Kelly McGrath – ‘You and Me Today’


The first single from Kelly McGrath’s pending fourth studio release, “You and Me Today”, continues the ongoing blossoming that McGrath’s songwriting has underwent since her 2007 debut release Fingerprints. This song tackles the weightiest subject of all – death and our response to the loss of a close family member. McGrath doesn’t betray a hint of sentimentality in her lyrical musings and the accompanying music complements both the mood of the words and McGrath’s emotional tenor. She never sounds mired in despair, but resolute and committed to enduring life’s storms. She accomplishes this through contrasting passages of wide-open emotiveness and deft turns of vocal phrase that enliven the lyrics with considerable dramatic value. The production frames the track spectacularly well with a decidedly cinematic air and an ear tuned to balancing the various instruments as well as possible.


She opts for the slow build. The opening features nothing more than some closely-miked acoustic guitar and an intimate McGrath vocal unafraid of exposing its heart. She never highlights the melodramatic possibilities of the song and, instead, her artful phrasing allows her to pursue pathos rather than its hamfisted opposite of bathos. The lyrical content takes some unexpected poetic turns, but the text remains quite accessible throughout and, naturally, benefits from McGrath’s eye-popping ability to bring listeners deep into her personal experience. She fits her voice around the arrangement and sings with the music rather than against it. This helps McGrath and her fellow musicians sound like they are a true band rather than merely a vehicle for her vocal pyrotechnics.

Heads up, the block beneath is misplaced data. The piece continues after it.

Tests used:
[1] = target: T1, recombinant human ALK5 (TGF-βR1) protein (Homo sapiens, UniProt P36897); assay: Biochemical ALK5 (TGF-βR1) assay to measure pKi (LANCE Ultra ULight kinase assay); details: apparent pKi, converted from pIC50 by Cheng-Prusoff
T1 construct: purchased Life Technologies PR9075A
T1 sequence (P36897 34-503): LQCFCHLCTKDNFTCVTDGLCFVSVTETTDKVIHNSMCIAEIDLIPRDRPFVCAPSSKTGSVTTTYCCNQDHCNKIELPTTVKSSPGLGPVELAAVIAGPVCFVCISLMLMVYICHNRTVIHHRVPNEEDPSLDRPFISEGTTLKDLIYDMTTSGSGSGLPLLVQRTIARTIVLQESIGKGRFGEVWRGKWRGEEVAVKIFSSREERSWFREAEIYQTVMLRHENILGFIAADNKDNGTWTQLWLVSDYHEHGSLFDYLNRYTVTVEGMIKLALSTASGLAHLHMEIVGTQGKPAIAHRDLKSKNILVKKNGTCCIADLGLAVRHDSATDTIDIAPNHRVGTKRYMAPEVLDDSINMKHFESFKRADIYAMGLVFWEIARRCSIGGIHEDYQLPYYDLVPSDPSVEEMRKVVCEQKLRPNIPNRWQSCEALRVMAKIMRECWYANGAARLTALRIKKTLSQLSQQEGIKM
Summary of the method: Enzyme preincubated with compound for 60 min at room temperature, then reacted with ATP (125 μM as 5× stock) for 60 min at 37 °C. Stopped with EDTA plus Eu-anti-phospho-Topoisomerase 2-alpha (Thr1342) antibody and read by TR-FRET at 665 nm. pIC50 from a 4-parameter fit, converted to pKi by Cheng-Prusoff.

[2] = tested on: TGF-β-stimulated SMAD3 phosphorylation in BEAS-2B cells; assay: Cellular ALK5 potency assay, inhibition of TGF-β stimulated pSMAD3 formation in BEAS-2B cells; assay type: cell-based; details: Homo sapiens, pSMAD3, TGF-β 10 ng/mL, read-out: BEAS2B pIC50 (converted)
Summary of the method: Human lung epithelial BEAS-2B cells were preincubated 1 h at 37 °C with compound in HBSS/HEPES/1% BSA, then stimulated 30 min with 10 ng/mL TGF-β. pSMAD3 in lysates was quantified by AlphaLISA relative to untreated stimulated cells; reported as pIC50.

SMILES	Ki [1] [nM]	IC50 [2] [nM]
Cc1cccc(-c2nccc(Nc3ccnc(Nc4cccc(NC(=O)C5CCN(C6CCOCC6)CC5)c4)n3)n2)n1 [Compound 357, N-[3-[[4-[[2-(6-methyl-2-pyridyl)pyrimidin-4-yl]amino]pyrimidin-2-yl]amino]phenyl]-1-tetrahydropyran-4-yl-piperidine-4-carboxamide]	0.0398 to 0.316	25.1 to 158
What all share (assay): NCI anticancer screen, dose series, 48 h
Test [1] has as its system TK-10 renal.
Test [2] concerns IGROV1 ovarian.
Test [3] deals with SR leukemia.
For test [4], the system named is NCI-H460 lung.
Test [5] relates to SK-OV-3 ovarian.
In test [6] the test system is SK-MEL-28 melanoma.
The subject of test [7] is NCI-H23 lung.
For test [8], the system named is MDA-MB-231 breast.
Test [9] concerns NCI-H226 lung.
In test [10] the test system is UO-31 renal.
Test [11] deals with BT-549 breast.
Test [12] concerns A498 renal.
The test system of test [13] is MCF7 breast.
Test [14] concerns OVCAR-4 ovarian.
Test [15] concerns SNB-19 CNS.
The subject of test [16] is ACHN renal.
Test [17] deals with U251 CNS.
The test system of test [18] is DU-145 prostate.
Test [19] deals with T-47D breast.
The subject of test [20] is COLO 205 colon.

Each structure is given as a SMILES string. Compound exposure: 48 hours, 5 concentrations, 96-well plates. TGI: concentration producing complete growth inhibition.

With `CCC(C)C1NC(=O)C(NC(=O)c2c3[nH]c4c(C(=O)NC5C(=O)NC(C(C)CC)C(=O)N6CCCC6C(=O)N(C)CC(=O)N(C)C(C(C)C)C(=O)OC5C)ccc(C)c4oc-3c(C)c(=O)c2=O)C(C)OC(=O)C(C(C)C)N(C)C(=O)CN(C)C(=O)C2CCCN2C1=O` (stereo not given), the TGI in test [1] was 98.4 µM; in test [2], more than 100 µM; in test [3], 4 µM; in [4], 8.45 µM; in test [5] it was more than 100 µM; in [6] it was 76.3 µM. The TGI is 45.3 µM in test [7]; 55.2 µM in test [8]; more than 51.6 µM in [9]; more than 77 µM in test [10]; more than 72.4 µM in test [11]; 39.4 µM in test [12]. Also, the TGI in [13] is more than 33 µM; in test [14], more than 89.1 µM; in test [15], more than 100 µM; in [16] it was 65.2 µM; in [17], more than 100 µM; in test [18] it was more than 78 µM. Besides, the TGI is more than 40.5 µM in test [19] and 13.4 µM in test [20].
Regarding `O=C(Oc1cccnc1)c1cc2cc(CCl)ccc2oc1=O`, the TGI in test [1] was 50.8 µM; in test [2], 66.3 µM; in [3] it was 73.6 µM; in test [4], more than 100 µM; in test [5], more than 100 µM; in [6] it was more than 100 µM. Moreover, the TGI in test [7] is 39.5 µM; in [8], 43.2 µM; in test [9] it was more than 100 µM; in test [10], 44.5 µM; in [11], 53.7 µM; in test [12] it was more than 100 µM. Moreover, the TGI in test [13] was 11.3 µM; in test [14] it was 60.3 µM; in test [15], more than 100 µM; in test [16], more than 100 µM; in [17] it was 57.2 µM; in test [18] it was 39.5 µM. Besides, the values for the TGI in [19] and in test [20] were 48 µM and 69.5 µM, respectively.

The guitar work is the instrumental highlight of the song, but another less obvious highlight is the skill at orchestration the musicians show. Much like the singer, the guitar player, bassist, and drummer have to listen to each other in order to pull off this gradually escalating song. As new elements are introduced to the mix, each player changes their relationship to the material and quickly adepts to the changing sonic landscape. The musical intensity rises to a memorable climax and the song never overstays its welcome or tries to be too elaborate for its own good. The bass and drums are the foundation of everything and help give the music stately, deliberate pacing.

Nashville isn’t populated with many artists of this musical caliber. She simply isn’t some rustic pop princess who has co-opted traditional forms in an attempt to gain some undeserved reflected glory. Instead, she has a sophisticated yet accessible lyrical point of view, careful and nuanced vocal phrasing and tastefully rendered musical work that is full of restraint and understated virtuosity. “You and Me Today” attacks the most difficult subject at all with heartfelt eloquence and genuine artistry. If this song is indicative of the album’s quality, longtime fans of McGrath will rejoice and new listeners will find an artist capable of inspiring them in a way few other modern performers are capable of. The future for this talented Nashville headquartered performer is limitless and incandescently bright.


Shannon Cowden